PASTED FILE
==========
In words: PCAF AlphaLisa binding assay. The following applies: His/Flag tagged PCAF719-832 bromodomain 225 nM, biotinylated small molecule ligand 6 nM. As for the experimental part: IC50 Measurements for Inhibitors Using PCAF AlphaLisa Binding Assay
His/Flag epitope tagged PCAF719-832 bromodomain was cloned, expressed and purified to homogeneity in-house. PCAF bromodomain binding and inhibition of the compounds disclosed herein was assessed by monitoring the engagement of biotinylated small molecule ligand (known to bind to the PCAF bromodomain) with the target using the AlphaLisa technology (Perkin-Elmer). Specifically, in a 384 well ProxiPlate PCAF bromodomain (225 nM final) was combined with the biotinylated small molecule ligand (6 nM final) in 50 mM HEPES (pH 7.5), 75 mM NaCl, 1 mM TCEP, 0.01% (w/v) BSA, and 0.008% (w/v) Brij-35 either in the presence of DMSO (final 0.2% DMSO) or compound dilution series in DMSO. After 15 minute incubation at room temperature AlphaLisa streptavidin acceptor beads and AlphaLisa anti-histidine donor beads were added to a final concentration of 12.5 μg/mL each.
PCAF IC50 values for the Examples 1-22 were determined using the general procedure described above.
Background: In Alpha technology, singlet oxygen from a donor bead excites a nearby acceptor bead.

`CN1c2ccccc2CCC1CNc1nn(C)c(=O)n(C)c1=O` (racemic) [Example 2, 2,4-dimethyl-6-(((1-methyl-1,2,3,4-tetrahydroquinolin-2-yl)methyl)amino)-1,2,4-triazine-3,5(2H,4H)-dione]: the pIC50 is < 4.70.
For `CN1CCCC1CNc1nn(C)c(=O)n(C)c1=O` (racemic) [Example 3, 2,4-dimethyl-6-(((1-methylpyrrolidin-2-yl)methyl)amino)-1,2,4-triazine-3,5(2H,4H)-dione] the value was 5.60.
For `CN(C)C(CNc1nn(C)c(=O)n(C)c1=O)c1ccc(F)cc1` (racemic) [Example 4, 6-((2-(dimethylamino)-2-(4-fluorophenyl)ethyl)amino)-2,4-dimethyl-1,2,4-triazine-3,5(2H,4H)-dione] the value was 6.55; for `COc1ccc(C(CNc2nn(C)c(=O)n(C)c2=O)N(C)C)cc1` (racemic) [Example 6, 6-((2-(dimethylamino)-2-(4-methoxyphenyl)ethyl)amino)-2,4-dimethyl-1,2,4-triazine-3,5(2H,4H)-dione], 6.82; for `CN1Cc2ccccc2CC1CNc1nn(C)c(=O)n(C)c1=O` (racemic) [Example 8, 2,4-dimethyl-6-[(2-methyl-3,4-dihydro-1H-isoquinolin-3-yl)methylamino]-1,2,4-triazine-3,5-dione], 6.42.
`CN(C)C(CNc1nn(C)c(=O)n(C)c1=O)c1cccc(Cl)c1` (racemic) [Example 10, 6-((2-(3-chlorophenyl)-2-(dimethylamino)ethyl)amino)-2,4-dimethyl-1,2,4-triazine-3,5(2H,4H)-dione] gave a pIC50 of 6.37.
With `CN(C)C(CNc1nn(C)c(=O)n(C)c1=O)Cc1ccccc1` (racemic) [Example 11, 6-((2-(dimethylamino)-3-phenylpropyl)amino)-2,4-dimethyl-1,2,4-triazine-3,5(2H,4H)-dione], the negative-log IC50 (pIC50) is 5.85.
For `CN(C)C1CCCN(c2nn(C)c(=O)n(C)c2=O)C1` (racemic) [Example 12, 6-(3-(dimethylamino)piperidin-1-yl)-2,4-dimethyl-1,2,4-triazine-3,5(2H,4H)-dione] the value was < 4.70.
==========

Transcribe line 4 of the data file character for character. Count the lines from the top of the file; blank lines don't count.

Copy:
Background: In Alpha technology, singlet oxygen from a donor bead excites a nearby acceptor bead.